Away from UEFA EURO 2020, the overall combat against pirates requires that rights holders, such as UEFA, also consider how the overall legal framework might be updated and improved to address piracy more efficiently and effectively. UEFA is therefore also actively taking steps to lobby for legislative change within that framework so that effective and meaningful remedies and tools become available to take down problem content more easily, as well as to prevent it from becoming available in the first place.

Social Media

UEFA also recognises the unique issues posed by the availability of content on social media platforms. Unless effectively policed, these platforms give pirates the ability to use the vast resource and reach of these services. Add the global popularity of UEFA EURO 2020 into this mix and there is a clear need to focus specifically on what can be done to minimise the availability of UEFA content on these platforms.

With this in mind, UEFA has, for some time, been actively engaging with the operators of the major social media platforms such as Google, Facebook and TikTok. This engagement is designed to establish a direct line of communication and collaboration with them so that, together, a joint approach is established to ensure the most effective anti-piracy measures are deployed with specific discussions and measures being agreed and applied for UEFA EURO 2020.

Rob Pilgrim, head of sport YouTube EMEA

“Google and YouTube have long been leaders in copyright protection. YouTube created the Content ID copyright management tool as a sophisticated way for rights holders to control their content online in highly nuanced ways. Google is strongly committed to helping its partners fight piracy including through the constant development and improvement of such technologies. Across UEFA’s competitions, UEFA and Google have, for some time, been working closely together, building a true partnership with a view to ensuring an efficient and effective copyright protection for all UEFA content including UEFA EURO 2020.”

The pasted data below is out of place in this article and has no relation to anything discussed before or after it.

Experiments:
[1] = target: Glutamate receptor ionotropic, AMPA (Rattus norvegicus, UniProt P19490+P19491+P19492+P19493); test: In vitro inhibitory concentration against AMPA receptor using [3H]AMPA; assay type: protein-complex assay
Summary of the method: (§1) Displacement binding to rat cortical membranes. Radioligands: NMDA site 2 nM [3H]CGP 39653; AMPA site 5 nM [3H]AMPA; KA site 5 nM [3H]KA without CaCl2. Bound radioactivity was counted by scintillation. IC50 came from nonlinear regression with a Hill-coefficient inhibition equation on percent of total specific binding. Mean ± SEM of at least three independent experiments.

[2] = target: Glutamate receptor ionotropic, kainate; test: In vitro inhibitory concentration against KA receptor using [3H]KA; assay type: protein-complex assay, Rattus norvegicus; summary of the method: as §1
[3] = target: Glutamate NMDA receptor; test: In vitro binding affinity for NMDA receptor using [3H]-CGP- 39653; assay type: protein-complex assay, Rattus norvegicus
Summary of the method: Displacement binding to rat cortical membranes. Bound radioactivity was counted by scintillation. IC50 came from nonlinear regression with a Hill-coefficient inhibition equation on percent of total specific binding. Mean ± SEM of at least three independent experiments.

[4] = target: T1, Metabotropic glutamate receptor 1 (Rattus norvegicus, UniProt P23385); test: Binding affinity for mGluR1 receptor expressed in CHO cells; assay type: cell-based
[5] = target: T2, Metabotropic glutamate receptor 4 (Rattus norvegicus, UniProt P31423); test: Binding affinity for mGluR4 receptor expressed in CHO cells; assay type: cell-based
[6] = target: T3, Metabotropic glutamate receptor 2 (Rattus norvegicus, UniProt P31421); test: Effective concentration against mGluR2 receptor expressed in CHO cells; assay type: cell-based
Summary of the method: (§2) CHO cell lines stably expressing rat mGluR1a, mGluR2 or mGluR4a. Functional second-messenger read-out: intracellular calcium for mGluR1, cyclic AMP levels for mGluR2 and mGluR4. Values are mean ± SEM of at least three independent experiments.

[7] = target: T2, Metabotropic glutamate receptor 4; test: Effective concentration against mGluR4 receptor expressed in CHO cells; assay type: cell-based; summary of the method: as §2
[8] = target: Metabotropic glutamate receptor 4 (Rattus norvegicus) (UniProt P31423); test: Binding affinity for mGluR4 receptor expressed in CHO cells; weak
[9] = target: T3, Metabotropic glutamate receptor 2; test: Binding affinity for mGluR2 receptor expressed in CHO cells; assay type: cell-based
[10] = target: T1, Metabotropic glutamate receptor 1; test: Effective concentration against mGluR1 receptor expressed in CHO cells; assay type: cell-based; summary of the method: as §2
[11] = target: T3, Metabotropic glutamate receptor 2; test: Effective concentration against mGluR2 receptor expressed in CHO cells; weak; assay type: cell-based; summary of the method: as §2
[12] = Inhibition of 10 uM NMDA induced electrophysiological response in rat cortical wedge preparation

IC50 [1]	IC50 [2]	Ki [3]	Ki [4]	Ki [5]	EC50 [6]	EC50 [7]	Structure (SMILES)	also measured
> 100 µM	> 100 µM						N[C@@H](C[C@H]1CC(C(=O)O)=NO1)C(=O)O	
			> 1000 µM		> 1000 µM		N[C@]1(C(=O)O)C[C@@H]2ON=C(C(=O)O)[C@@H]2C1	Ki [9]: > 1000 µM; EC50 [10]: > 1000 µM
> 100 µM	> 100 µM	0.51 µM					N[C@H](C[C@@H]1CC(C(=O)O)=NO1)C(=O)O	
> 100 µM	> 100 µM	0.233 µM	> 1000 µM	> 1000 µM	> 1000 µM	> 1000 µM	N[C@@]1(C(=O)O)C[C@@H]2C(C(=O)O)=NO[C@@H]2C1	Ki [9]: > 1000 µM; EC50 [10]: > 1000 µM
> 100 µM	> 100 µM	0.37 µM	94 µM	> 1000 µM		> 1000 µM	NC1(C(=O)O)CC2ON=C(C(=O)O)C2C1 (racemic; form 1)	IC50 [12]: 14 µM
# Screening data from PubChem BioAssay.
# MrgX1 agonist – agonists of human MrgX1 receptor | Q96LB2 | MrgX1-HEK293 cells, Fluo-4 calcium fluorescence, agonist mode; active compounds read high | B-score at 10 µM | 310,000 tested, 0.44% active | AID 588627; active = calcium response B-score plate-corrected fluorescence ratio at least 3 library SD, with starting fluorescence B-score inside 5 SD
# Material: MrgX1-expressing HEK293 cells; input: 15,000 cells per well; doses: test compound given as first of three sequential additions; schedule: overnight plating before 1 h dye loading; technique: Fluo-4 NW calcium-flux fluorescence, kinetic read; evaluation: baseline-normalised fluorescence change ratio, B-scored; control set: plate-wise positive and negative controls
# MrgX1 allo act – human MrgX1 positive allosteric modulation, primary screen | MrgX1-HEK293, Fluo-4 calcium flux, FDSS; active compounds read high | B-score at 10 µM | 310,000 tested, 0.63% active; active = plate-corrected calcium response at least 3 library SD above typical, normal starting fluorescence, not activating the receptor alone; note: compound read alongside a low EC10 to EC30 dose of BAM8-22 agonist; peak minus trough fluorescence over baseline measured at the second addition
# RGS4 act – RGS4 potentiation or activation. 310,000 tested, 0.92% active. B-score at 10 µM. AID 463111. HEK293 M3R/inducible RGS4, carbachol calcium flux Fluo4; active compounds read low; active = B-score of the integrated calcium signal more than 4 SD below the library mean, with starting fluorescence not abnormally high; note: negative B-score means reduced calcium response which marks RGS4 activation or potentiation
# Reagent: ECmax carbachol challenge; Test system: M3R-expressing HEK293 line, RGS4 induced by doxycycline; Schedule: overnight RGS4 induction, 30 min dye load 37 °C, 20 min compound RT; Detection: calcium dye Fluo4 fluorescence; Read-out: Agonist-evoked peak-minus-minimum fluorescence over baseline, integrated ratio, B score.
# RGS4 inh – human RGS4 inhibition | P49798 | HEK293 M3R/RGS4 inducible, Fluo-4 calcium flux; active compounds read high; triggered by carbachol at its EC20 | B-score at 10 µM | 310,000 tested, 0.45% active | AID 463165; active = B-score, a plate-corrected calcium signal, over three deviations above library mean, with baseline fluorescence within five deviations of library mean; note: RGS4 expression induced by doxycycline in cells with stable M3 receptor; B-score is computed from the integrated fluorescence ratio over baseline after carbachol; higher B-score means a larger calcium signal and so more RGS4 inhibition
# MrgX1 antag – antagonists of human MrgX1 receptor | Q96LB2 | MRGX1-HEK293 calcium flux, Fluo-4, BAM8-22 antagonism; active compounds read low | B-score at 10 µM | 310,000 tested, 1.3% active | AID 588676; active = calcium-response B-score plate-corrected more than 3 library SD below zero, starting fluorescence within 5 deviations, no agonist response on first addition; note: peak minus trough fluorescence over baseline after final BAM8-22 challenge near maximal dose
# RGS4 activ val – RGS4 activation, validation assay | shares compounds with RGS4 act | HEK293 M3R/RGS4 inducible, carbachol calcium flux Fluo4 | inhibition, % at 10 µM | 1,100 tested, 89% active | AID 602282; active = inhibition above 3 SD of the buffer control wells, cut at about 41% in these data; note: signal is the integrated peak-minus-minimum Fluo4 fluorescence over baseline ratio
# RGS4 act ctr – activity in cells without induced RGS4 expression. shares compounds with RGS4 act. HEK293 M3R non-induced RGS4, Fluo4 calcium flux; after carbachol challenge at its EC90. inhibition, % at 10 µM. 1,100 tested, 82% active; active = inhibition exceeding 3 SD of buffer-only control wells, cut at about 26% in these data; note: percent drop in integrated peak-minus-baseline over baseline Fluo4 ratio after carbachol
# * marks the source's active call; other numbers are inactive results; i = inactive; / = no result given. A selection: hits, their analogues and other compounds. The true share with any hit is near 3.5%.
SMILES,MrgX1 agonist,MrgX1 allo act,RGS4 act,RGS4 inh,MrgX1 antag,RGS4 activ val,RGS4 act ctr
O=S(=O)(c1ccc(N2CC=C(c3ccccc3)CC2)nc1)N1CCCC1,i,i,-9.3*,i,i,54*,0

These social media giants have helped UEFA by applying specific policies and implementing special coverage programmes in order to maximise efficiency and the prompt removal of illegal content on their respective platforms.

Mark Fiore, Facebook’s director & associate general counsel, IP

“Facebook dedicates substantial resources in the fight against piracy, including proactive enforcement technologies in addition to our robust ‘notice-and-takedown’ programme. We value the ongoing partnership between Facebook and UEFA, which is critical to helping us to constantly enhance our IP protection programme. Our respective teams have been working effectively together to combat copyright infringement issues around UEFA EURO 2020 in as efficient a way as possible and intend to continue this approach going forward for all of the other UEFA competitions.”

UEFA recognises that, as things stand, no anti-piracy system can be 100% effective and also that this is an ever-evolving situation which needs to be constantly watched and analysed. With this vigilance, changes and improvements can be promptly implemented by UEFA to improve the fight against existing piracy issues and also to react to newly emerging problems.

UEFA is ever more committed to this task and continues to invest very substantial sums in its anti-piracy efforts. Money is not, however, the only solution. UEFA welcomes and fully supports the industry-wide approach to anti-piracy including the ongoing cooperation with its broadcast partners and other industry players (such as social media platforms). This broad-based approach, UEFA believes, is the best way to protect its content and thereby ensure the continued flow of revenues into the game at all levels and keep European football healthy.